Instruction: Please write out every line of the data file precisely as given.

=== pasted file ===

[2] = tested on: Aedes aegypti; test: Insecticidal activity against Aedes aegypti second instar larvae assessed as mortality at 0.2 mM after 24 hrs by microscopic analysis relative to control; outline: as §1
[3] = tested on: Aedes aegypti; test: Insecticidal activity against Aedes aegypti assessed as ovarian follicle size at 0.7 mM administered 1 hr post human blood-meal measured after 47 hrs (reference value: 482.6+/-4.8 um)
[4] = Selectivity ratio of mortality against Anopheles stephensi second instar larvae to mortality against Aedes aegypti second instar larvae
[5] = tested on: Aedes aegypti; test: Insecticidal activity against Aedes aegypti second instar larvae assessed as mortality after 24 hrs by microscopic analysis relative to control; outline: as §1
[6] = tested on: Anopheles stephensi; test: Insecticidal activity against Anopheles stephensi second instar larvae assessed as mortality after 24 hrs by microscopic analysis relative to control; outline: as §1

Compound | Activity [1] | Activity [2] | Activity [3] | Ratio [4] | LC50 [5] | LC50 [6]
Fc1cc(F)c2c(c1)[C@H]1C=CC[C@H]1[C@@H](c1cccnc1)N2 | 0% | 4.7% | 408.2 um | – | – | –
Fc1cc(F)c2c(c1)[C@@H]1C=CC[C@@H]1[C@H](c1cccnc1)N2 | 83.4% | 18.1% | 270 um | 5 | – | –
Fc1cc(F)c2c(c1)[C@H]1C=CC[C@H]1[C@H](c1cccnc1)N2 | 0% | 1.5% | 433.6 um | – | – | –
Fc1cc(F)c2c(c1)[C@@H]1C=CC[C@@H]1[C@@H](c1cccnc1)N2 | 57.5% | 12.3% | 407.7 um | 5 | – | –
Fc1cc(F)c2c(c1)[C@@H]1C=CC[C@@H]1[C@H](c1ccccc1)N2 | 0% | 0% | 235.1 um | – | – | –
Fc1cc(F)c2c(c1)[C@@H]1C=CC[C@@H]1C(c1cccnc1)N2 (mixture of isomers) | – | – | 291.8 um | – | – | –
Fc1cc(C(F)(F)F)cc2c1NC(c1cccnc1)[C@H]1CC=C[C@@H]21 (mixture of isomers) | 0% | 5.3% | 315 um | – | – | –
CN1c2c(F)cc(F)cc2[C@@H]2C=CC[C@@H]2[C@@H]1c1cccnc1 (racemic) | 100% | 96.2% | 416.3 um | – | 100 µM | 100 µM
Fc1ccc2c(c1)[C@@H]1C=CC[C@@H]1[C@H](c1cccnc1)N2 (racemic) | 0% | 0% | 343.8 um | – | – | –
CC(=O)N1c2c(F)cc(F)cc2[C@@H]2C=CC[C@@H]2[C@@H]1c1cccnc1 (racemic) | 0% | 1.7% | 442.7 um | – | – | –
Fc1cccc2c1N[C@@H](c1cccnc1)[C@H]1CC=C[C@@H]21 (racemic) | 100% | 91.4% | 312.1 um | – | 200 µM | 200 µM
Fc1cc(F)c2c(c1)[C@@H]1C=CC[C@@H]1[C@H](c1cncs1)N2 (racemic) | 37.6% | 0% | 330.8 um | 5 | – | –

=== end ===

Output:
[2] = tested on: Aedes aegypti; test: Insecticidal activity against Aedes aegypti second instar larvae assessed as mortality at 0.2 mM after 24 hrs by microscopic analysis relative to control; outline: as §1
[3] = tested on: Aedes aegypti; test: Insecticidal activity against Aedes aegypti assessed as ovarian follicle size at 0.7 mM administered 1 hr post human blood-meal measured after 47 hrs (reference value: 482.6+/-4.8 um)
[4] = Selectivity ratio of mortality against Anopheles stephensi second instar larvae to mortality against Aedes aegypti second instar larvae
[5] = tested on: Aedes aegypti; test: Insecticidal activity against Aedes aegypti second instar larvae assessed as mortality after 24 hrs by microscopic analysis relative to control; outline: as §1
[6] = tested on: Anopheles stephensi; test: Insecticidal activity against Anopheles stephensi second instar larvae assessed as mortality after 24 hrs by microscopic analysis relative to control; outline: as §1

Compound | Activity [1] | Activity [2] | Activity [3] | Ratio [4] | LC50 [5] | LC50 [6]
Fc1cc(F)c2c(c1)[C@H]1C=CC[C@H]1[C@@H](c1cccnc1)N2 | 0% | 4.7% | 408.2 um | – | – | –
Fc1cc(F)c2c(c1)[C@@H]1C=CC[C@@H]1[C@H](c1cccnc1)N2 | 83.4% | 18.1% | 270 um | 5 | – | –
Fc1cc(F)c2c(c1)[C@H]1C=CC[C@H]1[C@H](c1cccnc1)N2 | 0% | 1.5% | 433.6 um | – | – | –
Fc1cc(F)c2c(c1)[C@@H]1C=CC[C@@H]1[C@@H](c1cccnc1)N2 | 57.5% | 12.3% | 407.7 um | 5 | – | –
Fc1cc(F)c2c(c1)[C@@H]1C=CC[C@@H]1[C@H](c1ccccc1)N2 | 0% | 0% | 235.1 um | – | – | –
Fc1cc(F)c2c(c1)[C@@H]1C=CC[C@@H]1C(c1cccnc1)N2 (mixture of isomers) | – | – | 291.8 um | – | – | –
Fc1cc(C(F)(F)F)cc2c1NC(c1cccnc1)[C@H]1CC=C[C@@H]21 (mixture of isomers) | 0% | 5.3% | 315 um | – | – | –
CN1c2c(F)cc(F)cc2[C@@H]2C=CC[C@@H]2[C@@H]1c1cccnc1 (racemic) | 100% | 96.2% | 416.3 um | – | 100 µM | 100 µM
Fc1ccc2c(c1)[C@@H]1C=CC[C@@H]1[C@H](c1cccnc1)N2 (racemic) | 0% | 0% | 343.8 um | – | – | –
CC(=O)N1c2c(F)cc(F)cc2[C@@H]2C=CC[C@@H]2[C@@H]1c1cccnc1 (racemic) | 0% | 1.7% | 442.7 um | – | – | –
Fc1cccc2c1N[C@@H](c1cccnc1)[C@H]1CC=C[C@@H]21 (racemic) | 100% | 91.4% | 312.1 um | – | 200 µM | 200 µM
Fc1cc(F)c2c(c1)[C@@H]1C=CC[C@@H]1[C@H](c1cncs1)N2 (racemic) | 37.6% | 0% | 330.8 um | 5 | – | –